After police deaths, regent asks who is supplying the bullets
The regent of Puncak Jaya wants to know who is supplying civilian groups with bullets in the wake of the fatal shootings of two police officers in the regency on Saturday.
Survivor: First Brig. Syukur (right) of the National Police Mobile Brigade special operations unit talks to his family while receiving treatment at the Bhayangkara Hospital in Jayapura on Sunday. Unidentifi ed gunmen killed two police offi cers and injured Syukur in an attack in Wondegobak village, Puncak Jaya, on Saturday. Antara/Anang
Unidentified gunmen shot and killed two members of a National Police Mobile Brigade special operations unit in Wondegobak village, Puncak Jaya on Saturday: Second Brig. Ferianto Kaluku and Second Brig. Eko Afriansyah.
The bodies of the deceased have been flown to their hometowns, while a third officer injured in the shooting, First Brig. Syukur, has been taken to Bhayangkara Hospital in Jayapura.
The shootings led Puncak Jaya regent Lukas Enembe to question the source of the ammunition used by a local armed civilian group.
“They seized the weapons [from officials], but never run out of ammunition and bullets. The group can attack and disrupt residents with gunshots. Their bullets seem to be continuously flowing. Where do they get the bullets?” Lukas said, as quoted by Antara news agency.
Lukas said that the authorities should investigate the source of the group’s ammunition to cut its supply.
Flight services and other access to Mulia should be monitored if the group was receiving bullets from Jayapura, he added.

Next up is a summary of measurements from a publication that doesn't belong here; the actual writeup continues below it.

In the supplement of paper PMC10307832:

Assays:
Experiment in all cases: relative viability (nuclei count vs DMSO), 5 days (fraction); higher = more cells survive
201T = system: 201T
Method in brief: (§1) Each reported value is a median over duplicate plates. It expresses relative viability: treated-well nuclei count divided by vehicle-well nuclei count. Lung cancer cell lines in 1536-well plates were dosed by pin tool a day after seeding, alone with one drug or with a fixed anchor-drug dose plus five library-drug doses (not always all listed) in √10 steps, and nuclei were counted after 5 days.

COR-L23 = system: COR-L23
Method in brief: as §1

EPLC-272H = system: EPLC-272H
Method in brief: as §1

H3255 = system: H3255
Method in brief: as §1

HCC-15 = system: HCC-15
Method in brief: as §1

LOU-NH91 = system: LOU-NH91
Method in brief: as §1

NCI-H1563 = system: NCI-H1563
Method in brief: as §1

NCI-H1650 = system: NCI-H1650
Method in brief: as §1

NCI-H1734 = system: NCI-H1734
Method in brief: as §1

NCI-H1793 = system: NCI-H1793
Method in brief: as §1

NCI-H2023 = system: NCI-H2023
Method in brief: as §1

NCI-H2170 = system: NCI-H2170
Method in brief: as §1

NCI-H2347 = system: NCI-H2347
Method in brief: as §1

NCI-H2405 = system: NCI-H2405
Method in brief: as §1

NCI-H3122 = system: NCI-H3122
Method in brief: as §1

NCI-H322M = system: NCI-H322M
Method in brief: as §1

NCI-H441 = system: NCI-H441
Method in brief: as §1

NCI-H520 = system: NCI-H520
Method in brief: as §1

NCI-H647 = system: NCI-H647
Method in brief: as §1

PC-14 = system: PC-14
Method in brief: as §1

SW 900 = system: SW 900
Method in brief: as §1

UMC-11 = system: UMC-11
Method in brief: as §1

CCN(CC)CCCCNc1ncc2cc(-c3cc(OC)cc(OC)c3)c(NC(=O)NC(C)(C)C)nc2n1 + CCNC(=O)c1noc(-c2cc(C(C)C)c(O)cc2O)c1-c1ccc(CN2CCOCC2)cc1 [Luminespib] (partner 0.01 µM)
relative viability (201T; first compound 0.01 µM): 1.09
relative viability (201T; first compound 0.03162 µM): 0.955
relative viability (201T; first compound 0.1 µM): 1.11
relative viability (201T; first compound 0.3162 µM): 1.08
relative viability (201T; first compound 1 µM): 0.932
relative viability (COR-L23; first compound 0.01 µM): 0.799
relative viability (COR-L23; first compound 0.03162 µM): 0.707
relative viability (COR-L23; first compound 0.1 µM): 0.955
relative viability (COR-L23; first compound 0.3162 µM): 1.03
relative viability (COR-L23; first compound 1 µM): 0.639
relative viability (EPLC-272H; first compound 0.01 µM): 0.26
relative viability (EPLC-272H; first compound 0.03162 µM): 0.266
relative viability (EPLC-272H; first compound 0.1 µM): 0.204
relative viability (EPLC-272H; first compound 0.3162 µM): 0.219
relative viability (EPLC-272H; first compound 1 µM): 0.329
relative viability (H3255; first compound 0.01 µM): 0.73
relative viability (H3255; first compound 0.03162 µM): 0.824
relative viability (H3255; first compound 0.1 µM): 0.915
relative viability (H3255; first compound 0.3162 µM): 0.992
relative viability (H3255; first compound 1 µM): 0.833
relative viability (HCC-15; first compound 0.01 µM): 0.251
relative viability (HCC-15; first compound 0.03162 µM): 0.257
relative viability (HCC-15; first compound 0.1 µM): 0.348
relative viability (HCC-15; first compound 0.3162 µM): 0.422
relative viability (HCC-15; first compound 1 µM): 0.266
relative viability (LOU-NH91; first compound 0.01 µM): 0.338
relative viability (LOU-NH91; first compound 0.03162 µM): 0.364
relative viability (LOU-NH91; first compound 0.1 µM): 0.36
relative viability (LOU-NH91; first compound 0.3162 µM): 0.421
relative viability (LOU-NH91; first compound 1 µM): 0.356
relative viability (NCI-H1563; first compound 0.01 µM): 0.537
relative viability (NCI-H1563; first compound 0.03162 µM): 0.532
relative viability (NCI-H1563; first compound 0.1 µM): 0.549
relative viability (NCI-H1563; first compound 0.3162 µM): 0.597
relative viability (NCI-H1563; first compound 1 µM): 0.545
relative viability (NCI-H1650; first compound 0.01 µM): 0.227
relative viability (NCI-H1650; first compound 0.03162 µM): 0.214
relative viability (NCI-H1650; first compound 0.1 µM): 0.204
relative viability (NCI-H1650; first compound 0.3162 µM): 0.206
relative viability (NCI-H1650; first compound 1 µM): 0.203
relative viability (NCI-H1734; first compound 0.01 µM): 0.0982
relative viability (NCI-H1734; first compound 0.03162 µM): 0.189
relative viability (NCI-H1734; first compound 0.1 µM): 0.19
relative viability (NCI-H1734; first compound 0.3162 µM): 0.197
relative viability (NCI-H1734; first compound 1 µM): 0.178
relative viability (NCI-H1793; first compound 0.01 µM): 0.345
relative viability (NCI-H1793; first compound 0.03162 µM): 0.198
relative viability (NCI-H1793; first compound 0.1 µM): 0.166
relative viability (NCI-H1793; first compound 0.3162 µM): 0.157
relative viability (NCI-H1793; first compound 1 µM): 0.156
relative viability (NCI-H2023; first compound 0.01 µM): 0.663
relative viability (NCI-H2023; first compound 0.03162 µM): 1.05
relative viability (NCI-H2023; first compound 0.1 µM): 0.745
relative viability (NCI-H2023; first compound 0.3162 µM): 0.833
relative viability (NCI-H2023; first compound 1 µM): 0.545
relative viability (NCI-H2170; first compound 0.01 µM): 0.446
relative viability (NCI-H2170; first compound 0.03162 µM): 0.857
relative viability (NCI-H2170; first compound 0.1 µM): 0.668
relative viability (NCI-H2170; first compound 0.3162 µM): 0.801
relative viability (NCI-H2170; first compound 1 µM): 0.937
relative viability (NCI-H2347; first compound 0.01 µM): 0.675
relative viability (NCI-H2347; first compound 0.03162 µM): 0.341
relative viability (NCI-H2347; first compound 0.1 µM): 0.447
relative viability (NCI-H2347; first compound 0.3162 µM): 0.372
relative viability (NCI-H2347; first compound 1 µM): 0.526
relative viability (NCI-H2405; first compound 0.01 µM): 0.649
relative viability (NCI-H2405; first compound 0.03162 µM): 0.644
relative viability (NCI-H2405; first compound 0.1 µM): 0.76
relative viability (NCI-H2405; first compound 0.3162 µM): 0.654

“Whatever the source of the bullets, the military, the police and the society must stop it and reveal it,” Lukas said.
Relevant stakeholders should also observe the situation carefully, Lukas said, and disband all illegal or unofficial mass organizations in Papua that may be connected to the armed civilian group.
Tensions have been high in the province since the third Papuan People’s Congress was held from Oct. 16 to 19 in Abepura, Jayapura, when seven people died in three fatal incidents.
Additional Mobile Brigade officers have since been dispatched to the province. Efforts to start peace talks have begun but have yet to yield progress.
On Dec. 1, Papuans commemorated the 50th anniversary of what some called the “independence of West Papua” in virtually every regency in Papua and West Papua. Most of the events were marked by prayers of thanksgiving.
However, the anniversary also witnessed several violent incidents including an attack on a Jayapura Police officer, Second Brig. Ridwan Napitupulu, by unidentified assailants as police stormed a ceremony where the illegal “Morning Star” flag of the Free Papua Movement (OPM) was raised in Berap village in Nimbokran, Jayapura, on Thursday.
The police also took down Morning Star flags raised in Wamena, Jayawijaya and Timika on the day of the anniversary.
Coordinating Political, Legal and Security Affairs Minister Djoko Suyanto said he regretted the assault by the armed civilian group against the police, who were evacuating people who had contracted malaria in
Mulia district, Papua.
“All stakeholders should act to end the violence,” Djoko said on Saturday.
Lukas said that the group in Puncak Jaya had 60 guns and would continue to attack near its strongholds of Puncak Jaya and Mimika unless all networks connected to it were disbanded.
The Associated Press reported that security forces said hundreds of troops were deployed to Puncak Jaya after the deaths of the two officers on Saturday.